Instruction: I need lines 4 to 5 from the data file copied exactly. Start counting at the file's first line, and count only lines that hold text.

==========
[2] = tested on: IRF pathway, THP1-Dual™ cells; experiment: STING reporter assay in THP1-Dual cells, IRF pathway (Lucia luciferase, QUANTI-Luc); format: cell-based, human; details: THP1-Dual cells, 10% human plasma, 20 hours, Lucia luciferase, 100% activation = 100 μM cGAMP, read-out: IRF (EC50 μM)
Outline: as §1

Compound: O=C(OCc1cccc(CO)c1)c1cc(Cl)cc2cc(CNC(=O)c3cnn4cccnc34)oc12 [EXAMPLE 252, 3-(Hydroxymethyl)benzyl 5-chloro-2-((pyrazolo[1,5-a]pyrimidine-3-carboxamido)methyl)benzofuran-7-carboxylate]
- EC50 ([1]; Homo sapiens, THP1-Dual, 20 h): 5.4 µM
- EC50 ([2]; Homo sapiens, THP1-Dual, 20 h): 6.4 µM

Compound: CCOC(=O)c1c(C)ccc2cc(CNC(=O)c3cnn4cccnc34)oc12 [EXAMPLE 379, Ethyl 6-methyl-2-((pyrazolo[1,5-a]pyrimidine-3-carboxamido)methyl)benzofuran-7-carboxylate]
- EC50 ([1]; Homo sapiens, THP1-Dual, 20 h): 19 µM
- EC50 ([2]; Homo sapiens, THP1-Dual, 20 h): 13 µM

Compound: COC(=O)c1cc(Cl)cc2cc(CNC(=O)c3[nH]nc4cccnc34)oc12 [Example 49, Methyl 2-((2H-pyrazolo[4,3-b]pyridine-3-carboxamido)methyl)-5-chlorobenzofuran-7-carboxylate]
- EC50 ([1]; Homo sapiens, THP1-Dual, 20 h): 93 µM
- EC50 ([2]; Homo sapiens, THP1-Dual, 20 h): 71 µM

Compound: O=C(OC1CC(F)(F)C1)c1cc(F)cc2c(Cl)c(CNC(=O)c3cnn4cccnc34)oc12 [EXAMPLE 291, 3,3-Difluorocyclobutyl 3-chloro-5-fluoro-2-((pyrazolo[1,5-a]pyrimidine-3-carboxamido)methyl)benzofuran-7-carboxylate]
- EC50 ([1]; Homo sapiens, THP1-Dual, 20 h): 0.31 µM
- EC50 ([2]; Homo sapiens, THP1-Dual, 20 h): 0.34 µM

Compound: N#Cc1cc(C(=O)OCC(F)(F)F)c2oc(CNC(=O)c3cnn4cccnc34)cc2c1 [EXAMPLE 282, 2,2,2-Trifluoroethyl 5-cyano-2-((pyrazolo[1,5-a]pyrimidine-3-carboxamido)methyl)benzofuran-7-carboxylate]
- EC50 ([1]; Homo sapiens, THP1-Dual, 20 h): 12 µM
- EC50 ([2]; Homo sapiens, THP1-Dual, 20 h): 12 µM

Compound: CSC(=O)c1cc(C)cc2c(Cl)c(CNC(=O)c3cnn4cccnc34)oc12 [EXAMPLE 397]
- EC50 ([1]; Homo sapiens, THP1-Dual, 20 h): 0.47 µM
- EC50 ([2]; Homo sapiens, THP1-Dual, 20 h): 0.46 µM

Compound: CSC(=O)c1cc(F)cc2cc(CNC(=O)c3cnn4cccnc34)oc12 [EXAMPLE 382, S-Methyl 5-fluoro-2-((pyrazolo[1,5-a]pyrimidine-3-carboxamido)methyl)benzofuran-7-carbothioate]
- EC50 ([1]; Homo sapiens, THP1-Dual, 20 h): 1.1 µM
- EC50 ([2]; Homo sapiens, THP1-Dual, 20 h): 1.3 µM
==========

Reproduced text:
- EC50 ([1]; Homo sapiens, THP1-Dual, 20 h): 5.4 µM
- EC50 ([2]; Homo sapiens, THP1-Dual, 20 h): 6.4 µM